This social confrontation has strained relations; it has been prolonged by a lack of understanding of the ecological situation. Awareness of the magnitude of the stakes in the environmental situation has increased significantly, particularly among the younger generations. The demand for actions and policies on the scale of the stakes is more and more pressing. The evolution of the climate is worrying and threatens the future. The deterioration of the situation for air, water and land cannot be fought by speeches without policy changes. The question of mega-basins is regularly raised. The privatization of water reserves increases the danger for the groundwater. The search for solutions through large, uncontrolled and privatized works is opposed to the mobilization and the change of transformation model carried by climate mobilizations. The warnings are met with official indifference.
The climate movement has taken on great importance. It is worried about the inefficiency of the big conferences and asks for concrete interventions and real political commitments. The demonstration against the big ponds showed the convergence between the young generations, the working farmers and the community movements. The fear of the creation of new ZADs (Zones A Défendre) has been used by the government to justify an aggressive and violent policing policy. The government violently attacked the demonstrators, claiming the presence of violent elements, overestimating the presence of black-blocks and declaring war on a fantasy threat qualified as ultra-left. These elements of language translate the overexcitement of the minister of the interior and led him to ask for the dissolution of the Earth Rising, a movement of convergence between young people, working farmers and voluntary associations.
The violence of the repression against the demonstrators and against the environmental activists contributes to radicalize large sectors of the youth. The use of the 49-3 procedure, allowing to bypass the vote in the Parliament, has served as a revelation of the authoritarian trend of the government. The stubbornness to force through a reform that is rejected, according to recurrent polls, by two-thirds of voters in France and by nearly 90% of the working population, and using a procedure that avoids a vote in the National Assembly, has been a revelation of authoritarian tendencies. The procedure may be legal, but can we consider as democratic a procedure rejected by two-thirds of the voters? By pitting legality against the majority of the population, institutions and democracy are in great danger. The anger is very strong and will not subside any time soon. The withdrawal of the pension reform, including the raising of the retirement age to 64, could open up prospects for a real negotiation for a reform of the pension system and the respect of the reduction of working hours. The debate on the reform of the institutions will not be missed.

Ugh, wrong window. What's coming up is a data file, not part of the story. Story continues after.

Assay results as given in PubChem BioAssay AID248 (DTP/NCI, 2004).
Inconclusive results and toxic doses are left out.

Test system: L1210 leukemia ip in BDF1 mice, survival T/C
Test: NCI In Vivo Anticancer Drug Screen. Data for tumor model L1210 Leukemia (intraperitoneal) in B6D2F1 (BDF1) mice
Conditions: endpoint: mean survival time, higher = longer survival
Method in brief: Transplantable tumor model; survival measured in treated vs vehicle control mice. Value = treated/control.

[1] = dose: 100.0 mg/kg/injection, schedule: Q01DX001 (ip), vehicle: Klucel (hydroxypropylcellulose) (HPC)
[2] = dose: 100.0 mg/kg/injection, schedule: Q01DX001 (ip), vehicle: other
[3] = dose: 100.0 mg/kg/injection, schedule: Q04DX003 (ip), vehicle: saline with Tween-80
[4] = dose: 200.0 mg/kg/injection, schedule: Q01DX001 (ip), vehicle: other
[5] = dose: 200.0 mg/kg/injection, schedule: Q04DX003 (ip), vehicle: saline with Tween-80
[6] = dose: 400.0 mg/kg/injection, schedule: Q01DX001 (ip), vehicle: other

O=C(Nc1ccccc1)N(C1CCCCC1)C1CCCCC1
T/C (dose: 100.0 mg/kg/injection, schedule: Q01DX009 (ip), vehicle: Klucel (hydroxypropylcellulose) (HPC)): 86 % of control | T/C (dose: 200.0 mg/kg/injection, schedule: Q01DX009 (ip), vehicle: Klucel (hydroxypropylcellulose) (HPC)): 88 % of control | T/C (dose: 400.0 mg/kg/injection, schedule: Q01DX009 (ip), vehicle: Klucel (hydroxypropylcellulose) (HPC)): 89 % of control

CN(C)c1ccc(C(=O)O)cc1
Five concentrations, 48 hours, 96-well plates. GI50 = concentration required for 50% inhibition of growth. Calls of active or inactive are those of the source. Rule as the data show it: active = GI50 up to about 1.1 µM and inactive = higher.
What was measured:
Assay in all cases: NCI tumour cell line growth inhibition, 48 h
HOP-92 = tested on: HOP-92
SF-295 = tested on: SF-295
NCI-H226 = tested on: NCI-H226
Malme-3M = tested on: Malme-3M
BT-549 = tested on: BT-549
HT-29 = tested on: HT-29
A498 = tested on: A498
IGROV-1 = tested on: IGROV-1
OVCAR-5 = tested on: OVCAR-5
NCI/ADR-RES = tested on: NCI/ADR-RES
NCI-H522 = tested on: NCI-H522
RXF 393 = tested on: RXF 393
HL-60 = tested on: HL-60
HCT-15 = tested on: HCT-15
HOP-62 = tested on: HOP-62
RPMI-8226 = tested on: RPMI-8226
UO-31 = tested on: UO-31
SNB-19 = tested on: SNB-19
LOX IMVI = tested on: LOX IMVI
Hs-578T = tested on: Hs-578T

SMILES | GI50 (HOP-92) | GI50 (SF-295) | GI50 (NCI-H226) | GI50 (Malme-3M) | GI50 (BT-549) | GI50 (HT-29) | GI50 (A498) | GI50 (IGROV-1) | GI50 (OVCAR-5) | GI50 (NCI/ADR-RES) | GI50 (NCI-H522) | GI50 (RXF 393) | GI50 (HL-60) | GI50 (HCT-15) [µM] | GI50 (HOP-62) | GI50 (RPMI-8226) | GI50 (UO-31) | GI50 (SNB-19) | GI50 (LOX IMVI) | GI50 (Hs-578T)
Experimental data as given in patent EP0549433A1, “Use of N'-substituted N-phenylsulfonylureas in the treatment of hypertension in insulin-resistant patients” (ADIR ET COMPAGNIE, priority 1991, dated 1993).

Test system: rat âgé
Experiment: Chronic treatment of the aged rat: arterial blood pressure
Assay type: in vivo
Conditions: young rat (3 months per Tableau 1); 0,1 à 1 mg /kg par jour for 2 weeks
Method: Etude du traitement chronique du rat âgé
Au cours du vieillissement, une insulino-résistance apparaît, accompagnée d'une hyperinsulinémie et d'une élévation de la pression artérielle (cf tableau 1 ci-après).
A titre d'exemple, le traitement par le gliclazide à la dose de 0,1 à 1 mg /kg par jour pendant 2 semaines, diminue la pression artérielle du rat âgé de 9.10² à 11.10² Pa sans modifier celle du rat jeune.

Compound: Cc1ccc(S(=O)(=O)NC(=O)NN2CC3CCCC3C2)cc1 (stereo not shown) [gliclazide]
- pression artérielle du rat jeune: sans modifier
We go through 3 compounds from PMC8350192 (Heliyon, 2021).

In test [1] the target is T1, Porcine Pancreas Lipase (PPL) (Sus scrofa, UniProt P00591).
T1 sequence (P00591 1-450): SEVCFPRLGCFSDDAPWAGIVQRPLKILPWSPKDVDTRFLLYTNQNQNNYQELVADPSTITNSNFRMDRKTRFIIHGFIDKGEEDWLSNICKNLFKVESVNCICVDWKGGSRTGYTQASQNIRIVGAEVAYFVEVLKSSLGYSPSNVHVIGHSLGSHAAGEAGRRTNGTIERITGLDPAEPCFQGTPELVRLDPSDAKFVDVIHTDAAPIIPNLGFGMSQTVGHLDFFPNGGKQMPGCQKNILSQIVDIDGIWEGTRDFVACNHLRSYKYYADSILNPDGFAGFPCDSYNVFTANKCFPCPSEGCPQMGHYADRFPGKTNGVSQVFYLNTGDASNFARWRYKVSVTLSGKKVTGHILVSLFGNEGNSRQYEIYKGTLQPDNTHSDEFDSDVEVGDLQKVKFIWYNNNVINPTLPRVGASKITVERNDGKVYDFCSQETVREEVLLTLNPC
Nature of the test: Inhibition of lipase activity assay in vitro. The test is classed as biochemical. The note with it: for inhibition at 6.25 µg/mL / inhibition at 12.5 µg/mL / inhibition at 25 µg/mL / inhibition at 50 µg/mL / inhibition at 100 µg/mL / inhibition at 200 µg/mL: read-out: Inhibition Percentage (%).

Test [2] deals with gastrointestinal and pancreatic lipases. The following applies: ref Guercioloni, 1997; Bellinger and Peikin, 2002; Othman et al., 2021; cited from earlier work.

The social movement is ecological and also a democratic movement. It puts forward the resistance to authoritarianism. It also resists contempt. It questions the meritocracy that seeks to link the managers to the ruling class, to the financial bourgeoisie. The general control by an omnipotent financial class feeds the idea of a generalization of corruption and the rejection of politics. The contradictions of the new period are sharpening. Movements are the bearers of new radicalities: the workers’ and trade union movement, the peasant movement, the feminist movement, the ecologist movement, the movement of the first nations, the movement against racism and discrimination, the movement against precariousness, the movement for the rights of migrants, the movement for the right to housing. The strategy of these movements is in full evolution. The rise of the security and identity-based ideologies of the extreme right throughout the world reflect, in particular, the fear of the future and the resistance to these new radicalisms. The future is wide open! The convergence of social, ecological and democratic struggles initiates a strategy of emancipation.
Thanks to Feroz Mehdi for the translation